This is a book centred on the enterprise of five generations of British seamen and merchant-venturers exploring the Islamic East. It is a well-known story of British achievement but, instead of staying within the stately mansion of this progression towards glory and empire, the two authors keep throwing open the windows to offer us fresh insights, new horizons of inquiry, as well as skipping out through a back door to give us a witheringly close examination of the fabric. This is an uplifting, intriguing and inquiring survey, which leaves the reader grateful for the breadth and depth of their scrutiny.
The first wall of misconception to come tumbling down is the notion of Islam existing as a coherent subject of inquiry. The British did not, for better or for worse, engage themselves with either recognising or confronting an adversarial civilisation. Instead, they divided the East into distinct regions, which each had its own temper – not to mention a British trading company. So that for centuries, any inquiry into the truths of Islam took a very fifth place to inquiry into the balance of trade with Barbary (Morocco and the regencies of Algiers, Tunis and Tripoli), the Levant (Ottoman Istanbul, Izmir and Aleppo), Sophy (Persia) and the Indian trading stations of Calicut, Bombay, Madras and Calcutta.
The second wall to fall is the conception that Britain was interested in scientific exploration and the pursuit of knowledge. Britain was an irrelevant offshore island. British merchants travelled the world purely as a means of acquiring wealth, and had to be adaptable, compliant and patient if they were going to achieve this. In large part England remained a banana republic, or rather a wool monarchy, with but one product, cheap woven cloth, with which to dress her stall in the world marketplace. So instead of the Great and Good of British exploration, Maclean and Matar suggest we relabel the Needy and Greedy.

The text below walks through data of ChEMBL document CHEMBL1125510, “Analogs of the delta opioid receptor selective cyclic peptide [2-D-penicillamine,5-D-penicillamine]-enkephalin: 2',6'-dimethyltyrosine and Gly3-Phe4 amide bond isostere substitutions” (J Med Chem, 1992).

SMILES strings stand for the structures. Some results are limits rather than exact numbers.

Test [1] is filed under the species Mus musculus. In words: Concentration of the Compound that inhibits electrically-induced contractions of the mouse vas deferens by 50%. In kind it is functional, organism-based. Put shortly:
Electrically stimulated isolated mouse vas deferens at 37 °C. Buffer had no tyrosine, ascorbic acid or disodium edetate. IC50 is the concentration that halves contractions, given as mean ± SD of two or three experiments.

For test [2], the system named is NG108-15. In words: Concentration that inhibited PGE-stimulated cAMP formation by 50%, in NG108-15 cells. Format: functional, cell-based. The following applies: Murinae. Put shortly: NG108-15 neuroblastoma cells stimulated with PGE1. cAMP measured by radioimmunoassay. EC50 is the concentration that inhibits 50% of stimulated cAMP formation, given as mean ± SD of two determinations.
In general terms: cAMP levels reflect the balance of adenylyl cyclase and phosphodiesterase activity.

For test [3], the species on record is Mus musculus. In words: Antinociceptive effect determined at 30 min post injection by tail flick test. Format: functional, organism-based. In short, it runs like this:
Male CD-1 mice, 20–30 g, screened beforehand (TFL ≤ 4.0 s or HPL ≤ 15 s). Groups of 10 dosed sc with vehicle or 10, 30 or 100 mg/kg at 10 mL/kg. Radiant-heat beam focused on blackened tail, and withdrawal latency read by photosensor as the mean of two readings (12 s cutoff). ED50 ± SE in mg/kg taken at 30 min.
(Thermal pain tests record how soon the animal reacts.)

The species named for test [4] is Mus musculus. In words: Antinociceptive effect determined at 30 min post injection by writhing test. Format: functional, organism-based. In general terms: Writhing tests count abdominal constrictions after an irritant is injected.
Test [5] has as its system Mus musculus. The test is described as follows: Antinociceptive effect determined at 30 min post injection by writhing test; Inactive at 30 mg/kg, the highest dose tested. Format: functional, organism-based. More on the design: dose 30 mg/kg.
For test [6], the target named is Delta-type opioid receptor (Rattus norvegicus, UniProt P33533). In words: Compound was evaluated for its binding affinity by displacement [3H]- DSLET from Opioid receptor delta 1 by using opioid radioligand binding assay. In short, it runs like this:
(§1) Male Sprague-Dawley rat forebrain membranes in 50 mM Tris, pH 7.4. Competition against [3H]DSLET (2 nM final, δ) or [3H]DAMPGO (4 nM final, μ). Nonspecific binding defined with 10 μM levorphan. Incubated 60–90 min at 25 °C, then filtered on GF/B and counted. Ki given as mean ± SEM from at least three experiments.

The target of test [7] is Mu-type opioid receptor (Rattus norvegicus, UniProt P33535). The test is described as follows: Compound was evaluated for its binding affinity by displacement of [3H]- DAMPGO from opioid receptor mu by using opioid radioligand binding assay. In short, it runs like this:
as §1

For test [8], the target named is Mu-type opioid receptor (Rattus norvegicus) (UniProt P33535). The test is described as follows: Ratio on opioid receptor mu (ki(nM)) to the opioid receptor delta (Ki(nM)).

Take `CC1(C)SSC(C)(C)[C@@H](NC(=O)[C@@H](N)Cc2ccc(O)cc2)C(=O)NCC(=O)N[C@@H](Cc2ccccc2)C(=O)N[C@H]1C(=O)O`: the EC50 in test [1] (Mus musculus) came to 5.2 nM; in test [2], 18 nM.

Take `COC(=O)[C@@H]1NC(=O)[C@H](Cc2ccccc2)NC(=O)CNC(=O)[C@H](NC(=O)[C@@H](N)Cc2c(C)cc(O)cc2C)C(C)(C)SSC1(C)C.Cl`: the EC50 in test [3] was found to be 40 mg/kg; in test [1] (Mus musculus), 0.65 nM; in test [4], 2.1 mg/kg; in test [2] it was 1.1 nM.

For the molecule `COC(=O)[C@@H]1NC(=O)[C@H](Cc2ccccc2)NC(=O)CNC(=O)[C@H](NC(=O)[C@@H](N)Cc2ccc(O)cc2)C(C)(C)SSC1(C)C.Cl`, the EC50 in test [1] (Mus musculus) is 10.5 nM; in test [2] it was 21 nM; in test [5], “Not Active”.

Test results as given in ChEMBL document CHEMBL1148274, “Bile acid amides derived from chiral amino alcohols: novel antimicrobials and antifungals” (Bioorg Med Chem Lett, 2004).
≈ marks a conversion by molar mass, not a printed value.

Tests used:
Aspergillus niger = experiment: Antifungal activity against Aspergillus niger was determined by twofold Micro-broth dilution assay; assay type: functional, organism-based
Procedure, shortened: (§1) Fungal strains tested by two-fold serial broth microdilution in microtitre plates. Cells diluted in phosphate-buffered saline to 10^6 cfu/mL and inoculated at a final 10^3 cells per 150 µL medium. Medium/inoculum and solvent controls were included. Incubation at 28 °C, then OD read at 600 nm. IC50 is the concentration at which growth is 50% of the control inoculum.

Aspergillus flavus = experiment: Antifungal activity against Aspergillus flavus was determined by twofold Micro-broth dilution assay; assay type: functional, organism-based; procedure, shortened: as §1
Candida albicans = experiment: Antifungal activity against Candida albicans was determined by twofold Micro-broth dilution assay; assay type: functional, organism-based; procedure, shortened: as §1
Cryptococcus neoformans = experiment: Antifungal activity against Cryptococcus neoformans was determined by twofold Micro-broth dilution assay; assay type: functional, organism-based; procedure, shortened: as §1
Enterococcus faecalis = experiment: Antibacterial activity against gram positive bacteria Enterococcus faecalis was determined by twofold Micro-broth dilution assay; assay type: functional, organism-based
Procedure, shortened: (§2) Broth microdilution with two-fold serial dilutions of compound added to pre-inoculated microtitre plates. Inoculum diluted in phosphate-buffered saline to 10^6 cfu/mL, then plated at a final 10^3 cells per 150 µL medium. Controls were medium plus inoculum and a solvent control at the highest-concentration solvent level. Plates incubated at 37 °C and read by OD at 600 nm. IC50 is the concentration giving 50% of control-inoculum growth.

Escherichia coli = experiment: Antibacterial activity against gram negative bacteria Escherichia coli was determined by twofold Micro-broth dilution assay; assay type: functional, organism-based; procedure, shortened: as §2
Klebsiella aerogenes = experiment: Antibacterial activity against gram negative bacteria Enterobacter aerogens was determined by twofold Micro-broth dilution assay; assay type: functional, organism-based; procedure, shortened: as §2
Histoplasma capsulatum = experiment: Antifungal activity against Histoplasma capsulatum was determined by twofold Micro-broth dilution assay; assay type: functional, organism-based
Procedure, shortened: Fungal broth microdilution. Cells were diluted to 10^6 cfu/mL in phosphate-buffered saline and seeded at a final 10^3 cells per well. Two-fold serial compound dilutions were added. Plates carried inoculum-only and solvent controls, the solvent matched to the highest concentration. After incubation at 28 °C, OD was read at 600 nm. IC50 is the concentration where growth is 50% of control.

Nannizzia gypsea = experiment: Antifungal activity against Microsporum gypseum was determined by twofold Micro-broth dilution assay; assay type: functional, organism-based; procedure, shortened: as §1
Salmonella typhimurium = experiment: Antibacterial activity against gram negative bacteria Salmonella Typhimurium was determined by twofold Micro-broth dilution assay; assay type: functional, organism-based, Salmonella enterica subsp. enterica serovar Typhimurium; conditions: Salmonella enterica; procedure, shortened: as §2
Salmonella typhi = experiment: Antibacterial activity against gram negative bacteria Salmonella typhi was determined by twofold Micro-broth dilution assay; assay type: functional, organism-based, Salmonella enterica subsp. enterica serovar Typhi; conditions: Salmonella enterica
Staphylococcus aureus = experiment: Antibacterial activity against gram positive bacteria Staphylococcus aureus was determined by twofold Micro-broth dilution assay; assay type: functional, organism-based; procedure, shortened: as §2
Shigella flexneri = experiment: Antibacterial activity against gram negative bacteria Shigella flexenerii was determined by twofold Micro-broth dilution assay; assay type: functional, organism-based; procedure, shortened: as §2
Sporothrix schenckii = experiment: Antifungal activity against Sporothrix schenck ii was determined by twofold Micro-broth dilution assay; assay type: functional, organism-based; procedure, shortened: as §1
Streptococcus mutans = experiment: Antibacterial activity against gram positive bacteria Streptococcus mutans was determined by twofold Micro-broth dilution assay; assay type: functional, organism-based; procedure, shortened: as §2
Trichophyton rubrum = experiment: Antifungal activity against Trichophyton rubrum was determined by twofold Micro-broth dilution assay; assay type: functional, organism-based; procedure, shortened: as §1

In terms of knowledge, the British were 500 years behind the experience of the Italians and but a century or two behind their principal rivals: the Portugese, French and Dutch. In the Indian Ocean, it was these European rivals, much more than the local dynasts, who were the enemies to be attacked. Britain first attracted the attention of Iran as an ally who would aid it in expelling the Portuguese from Hormuz.
A third shibboleth to be undermined by Maclean and Matar is the literary record of British travel narrative, which is revealed to be very partial. Although vast fortunes were made by the Levant Company, none of the key players in this lucrative trade created reliable portraits of the Ottoman Empire they knew so well.
Instead, it tends to be the salaried chaplains of the Levant Company who dominate the literary field, leaving us with a very unrepresentative record of their own professional interest in the Holy Land. In a similar way, there is virtually no literary evidence of the lucrative armaments trade with Barbary (when England broke the embargo of Christendom to trade armaments for saltpetre), apart from a few fascinating letters exchanged between Queen Elizabeth and the Moroccan Sultan. A century later, a stream of "captive accounts", by Britons enslaved by Barbary corsairs, would fill the publishers' schedules. But we see that these accounts are highly selective with an underlying storyline of bravery and (Christ-like) redemption at least as theological as it is factual.
These populist accounts also avoided all reference to British slave raiders, Muslim captives in Britain (and the negotiations for their release), not to mention the tens of thousands of Britons who decided to "turn Turk", "take the turban" and assimilate. From India, by contrast, there was a vast corpus of observant and analytical reports from British agents and consuls. But this stream of market and diplomatic intelligence, though avidly read by the directors of the East India Company, was far too useful and confidential to be published and disseminated.
So it is fitting that this pair of literary historians should conclude their survey by putting books behind them and look at the actual commodities of trade. They reveal that the fabric of what we believe to be iconically English, whether a four-poster bed lovingly swagged in printed cottons, sipping tea from a pottery saucer at five o'clock, or even our national affection and infatuation for horses, is a long-assimilated gift from the Orient.
Barnaby Rogerson's 'The Last Crusaders' is published by AbacusReuse content